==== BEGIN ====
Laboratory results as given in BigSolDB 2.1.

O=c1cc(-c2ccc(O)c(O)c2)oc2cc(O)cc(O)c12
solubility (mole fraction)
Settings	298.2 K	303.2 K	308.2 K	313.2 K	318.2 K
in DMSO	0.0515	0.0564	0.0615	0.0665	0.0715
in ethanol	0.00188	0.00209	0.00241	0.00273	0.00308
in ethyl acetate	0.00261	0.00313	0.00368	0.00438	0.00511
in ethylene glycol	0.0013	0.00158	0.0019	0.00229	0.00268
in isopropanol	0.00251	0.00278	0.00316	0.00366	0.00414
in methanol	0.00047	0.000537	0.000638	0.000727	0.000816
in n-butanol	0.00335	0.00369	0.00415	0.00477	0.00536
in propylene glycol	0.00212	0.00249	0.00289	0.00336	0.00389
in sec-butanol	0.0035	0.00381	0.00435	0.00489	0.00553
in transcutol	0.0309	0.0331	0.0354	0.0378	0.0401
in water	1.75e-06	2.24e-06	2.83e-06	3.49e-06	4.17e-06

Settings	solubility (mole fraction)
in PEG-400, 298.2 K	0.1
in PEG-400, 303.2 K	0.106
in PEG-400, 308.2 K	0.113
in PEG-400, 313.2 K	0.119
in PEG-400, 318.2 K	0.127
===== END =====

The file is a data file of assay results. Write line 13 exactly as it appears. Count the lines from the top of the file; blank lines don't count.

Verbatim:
in sec-butanol	0.0035	0.00381	0.00435	0.00489	0.00553